It was a perfect late summer afternoon in the London Docklands. I was perched atop an ornate marble bench with an issue of TIME Europe splayed across my lap. A few wispy clouds dotted the azure sky above. A Romanesque water fountain
bubbled and frothed in front of me, and beyond, was a magnificent view of the River Thames.
I sat contentedly, sipping iced coffee and chatting with a well-dressed British stranger. “You don’t exactly have an American flag tattooed on your forehead,” he said quizzically after
I had finished criticizing U.S. foreign policy in the Middle East.
Caught off guard by his comment, I wondered what exactly his idea of the stereotypical American was. Had he expected me to tramp around in white sneakers and faded jeans, sporting a Yankees baseball cap along with an arrogant, cavalier attitude that Americans are now so infamously known for?
Then I remembered that this was London.
I had chosen to study abroad in an international mecca for political and social liberals. Here, President Bush’s born-again evangelicalism is met with cold disdain. Here, homosexuality
is openly embraced. And environmentalism is an essential way of life.
Still, in spite of London’s ultra-leftist pulse, I encountered virtually none of the anti-American sentiment I had been warned about. Granted, our government is widely and bitterly despised. But what about our people? Surprisingly, we are not as hated as we have been led to believe. Instead, I found that we, as American citizens, are mostly pitied for our government’s inexperienced doggedness when it comes to international relations.
My newfound acquaintance agreed with my theory. “I suppose that since the U.S. is still such a young country, we shouldn’t be so shocked that it is making the same foreign policy mistakes that we, in Old World Europe, were making centuries ago,” he said.
The British have a much more evolved approach to foreign policy than Americans. Their international astuteness is thousands of years in the making. Europe and Britain have a history that we just cannot compete with. Unlike Americans, they have already made their mistakes and learned from them.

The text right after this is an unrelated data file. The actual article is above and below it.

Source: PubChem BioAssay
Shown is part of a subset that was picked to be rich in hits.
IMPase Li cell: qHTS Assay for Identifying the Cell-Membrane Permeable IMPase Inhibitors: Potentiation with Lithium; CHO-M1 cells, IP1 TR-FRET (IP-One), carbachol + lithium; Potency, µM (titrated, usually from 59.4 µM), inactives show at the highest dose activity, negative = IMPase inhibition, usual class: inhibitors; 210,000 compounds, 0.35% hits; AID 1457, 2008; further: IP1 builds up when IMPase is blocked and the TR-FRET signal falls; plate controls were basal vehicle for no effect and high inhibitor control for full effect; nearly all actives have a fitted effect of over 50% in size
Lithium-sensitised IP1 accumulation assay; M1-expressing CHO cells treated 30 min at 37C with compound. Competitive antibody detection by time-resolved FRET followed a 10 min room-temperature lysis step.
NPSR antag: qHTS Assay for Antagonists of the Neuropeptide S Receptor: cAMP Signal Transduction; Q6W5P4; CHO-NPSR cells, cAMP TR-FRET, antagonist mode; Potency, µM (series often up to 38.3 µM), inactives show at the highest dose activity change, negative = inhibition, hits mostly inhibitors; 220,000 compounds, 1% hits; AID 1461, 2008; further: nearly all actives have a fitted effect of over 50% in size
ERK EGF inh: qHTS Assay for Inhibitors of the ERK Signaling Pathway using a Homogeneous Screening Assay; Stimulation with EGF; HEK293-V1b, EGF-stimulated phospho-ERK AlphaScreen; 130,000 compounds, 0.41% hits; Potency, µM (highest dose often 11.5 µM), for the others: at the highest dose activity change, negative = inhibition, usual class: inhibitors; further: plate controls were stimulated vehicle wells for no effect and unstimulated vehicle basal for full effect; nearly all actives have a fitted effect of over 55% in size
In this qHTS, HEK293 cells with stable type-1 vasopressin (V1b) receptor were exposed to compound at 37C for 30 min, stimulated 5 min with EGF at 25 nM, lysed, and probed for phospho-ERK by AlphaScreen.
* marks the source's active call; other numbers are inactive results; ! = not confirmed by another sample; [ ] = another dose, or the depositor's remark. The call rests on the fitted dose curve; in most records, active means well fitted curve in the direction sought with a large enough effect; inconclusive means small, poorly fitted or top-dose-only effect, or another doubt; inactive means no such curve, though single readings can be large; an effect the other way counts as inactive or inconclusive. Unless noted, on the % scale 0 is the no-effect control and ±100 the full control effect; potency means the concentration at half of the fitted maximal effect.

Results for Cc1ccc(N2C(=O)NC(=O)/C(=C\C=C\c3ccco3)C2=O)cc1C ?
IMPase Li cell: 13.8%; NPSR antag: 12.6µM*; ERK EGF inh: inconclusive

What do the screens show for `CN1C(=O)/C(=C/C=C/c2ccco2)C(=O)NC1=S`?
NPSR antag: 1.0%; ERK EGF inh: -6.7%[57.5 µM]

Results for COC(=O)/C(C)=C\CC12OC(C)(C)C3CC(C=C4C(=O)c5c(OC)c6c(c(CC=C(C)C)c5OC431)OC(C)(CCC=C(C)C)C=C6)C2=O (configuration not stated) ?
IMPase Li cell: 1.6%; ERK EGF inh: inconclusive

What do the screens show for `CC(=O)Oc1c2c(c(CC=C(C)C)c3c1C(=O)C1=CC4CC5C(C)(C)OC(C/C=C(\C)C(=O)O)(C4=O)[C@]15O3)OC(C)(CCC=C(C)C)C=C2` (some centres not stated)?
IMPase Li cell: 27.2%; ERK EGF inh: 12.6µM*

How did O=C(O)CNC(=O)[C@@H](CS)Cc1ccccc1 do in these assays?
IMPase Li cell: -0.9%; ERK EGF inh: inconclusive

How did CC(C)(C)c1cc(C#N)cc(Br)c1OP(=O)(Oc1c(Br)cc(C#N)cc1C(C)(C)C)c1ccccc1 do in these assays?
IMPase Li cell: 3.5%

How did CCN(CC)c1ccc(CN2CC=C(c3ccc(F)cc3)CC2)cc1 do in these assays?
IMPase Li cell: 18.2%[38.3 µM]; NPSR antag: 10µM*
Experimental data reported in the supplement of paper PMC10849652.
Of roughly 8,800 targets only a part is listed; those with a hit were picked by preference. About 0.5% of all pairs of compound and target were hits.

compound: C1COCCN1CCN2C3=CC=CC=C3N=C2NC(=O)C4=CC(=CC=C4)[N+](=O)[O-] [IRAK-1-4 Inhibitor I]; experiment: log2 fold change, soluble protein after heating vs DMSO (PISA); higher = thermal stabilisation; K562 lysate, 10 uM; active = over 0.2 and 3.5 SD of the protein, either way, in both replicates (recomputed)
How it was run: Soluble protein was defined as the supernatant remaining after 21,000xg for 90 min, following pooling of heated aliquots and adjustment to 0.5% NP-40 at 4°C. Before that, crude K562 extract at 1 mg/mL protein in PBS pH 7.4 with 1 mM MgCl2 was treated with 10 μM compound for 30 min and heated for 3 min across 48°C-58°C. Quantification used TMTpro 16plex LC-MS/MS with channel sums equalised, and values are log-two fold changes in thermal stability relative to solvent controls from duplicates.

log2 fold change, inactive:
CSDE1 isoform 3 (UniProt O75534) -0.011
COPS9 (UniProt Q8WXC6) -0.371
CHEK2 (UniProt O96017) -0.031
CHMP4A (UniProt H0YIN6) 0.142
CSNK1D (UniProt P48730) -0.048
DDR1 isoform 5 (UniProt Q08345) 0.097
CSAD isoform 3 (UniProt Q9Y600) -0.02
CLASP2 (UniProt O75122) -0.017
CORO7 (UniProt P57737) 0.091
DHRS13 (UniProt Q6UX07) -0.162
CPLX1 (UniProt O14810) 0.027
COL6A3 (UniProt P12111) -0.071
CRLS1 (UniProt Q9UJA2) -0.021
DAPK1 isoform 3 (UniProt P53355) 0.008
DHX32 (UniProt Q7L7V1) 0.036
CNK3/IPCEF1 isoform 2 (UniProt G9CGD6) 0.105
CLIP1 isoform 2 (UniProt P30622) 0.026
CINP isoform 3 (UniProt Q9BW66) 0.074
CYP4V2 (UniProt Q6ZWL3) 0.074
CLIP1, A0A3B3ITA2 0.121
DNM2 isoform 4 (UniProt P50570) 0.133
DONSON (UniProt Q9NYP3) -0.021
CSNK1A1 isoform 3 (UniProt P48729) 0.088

In London for instance, you can go to The British Museum
and lay eyes on the Rosetta Stone. The exhibit is a priceless reminder of the injustices of British imperialism in Egypt.
Somehow, the M*A*S*H exhibit at the Smithsonian Museum in Washington, D.C., seems a bit superfluous in comparison.
Thus, Europe and Britain’s animosity toward the United States is unsurprising and possibly even well-deserved. After all, the Bush administration is not exactly known for making smart foreign policy decisions. But there is an important distinction to make between animosity toward our government and animosity toward us.
And yet, less than 20 percent of American citizens own passports and bother to travel outside of the United States. At about 1 percent, the amount of American college students who choose to study abroad is even bleaker. No wonder the world has such a homogenized, stereotypical image of Americans. How can we combat these stereotypes? By getting
off our butts and experiencing life outside the United States. You may encounter a sneer or two, but so what?. The experience is well worth it.
So, travel abroad. Interact with locals. Step outside your comfort zone. And for Pete’s sake, don’t wear faded jeans and a Yankees cap.
Venuri Siriwardane can be reached at firstname.lastname@example.org